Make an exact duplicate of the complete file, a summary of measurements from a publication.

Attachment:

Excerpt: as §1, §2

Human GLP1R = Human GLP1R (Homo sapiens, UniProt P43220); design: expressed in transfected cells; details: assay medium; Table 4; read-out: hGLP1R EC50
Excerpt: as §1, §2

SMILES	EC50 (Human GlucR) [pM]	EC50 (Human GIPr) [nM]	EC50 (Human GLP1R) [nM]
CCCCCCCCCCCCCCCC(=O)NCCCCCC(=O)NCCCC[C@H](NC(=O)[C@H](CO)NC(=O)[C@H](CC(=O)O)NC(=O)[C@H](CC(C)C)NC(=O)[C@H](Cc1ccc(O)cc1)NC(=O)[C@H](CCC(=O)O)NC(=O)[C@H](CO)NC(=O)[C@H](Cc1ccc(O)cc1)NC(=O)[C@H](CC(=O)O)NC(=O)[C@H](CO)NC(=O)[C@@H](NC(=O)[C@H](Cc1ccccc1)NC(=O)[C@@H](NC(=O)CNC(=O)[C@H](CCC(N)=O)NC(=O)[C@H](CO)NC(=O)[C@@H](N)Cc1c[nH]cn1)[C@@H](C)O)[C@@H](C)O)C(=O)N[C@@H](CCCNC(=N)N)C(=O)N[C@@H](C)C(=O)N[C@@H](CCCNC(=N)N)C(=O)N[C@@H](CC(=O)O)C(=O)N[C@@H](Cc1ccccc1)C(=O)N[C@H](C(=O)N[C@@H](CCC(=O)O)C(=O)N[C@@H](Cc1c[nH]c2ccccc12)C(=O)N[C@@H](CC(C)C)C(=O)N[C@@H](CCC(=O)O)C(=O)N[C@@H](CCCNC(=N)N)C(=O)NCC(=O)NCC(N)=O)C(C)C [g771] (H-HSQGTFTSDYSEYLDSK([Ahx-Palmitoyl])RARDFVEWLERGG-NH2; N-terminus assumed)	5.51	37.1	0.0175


Excerpt: as §1, §2

Human GLP1R = Human GLP1R (Homo sapiens, UniProt P43220); design: expressed in transfected cells; details: assay medium; Table 4; read-out: hGLP1R EC50
Excerpt: as §1, §2

SMILES	EC50 (Human GlucR) [pM]	EC50 (Human GIPr) [nM]	EC50 (Human GLP1R) [nM]
CCCCCCCCCCCCCCCC(=O)NCCCCCC(=O)NCCCC[C@H](NC(=O)[C@H](CO)NC(=O)[C@H](CC(=O)O)NC(=O)[C@H](CC(C)C)NC(=O)[C@H](Cc1ccc(O)cc1)NC(=O)[C@H](CCC(=O)O)NC(=O)[C@H](CO)NC(=O)[C@H](Cc1ccc(O)cc1)NC(=O)[C@H](CC(=O)O)NC(=O)[C@H](CO)NC(=O)[C@@H](NC(=O)[C@H](Cc1ccccc1)NC(=O)[C@@H](NC(=O)CNC(=O)[C@H](CCC(N)=O)NC(=O)[C@H](CO)NC(=O)[C@@H](N)Cc1c[nH]cn1)[C@@H](C)O)[C@@H](C)O)C(=O)N[C@@H](CCCNC(=N)N)C(=O)N[C@@H](C)C(=O)N[C@@H](CCCNC(=N)N)C(=O)N[C@@H](CC(=O)O)C(=O)N[C@@H](Cc1ccccc1)C(=O)N[C@H](C(=O)N[C@@H](CCC(=O)O)C(=O)N[C@@H](Cc1c[nH]c2ccccc12)C(=O)N[C@@H](CC(C)C)C(=O)N[C@@H](CCC(=O)O)C(=O)N[C@@H](CCCNC(=N)N)C(=O)NCC(=O)NCC(N)=O)C(C)C [g771] (H-HSQGTFTSDYSEYLDSK([Ahx-Palmitoyl])RARDFVEWLERGG-NH2; N-terminus assumed)	5.51	37.1	0.0175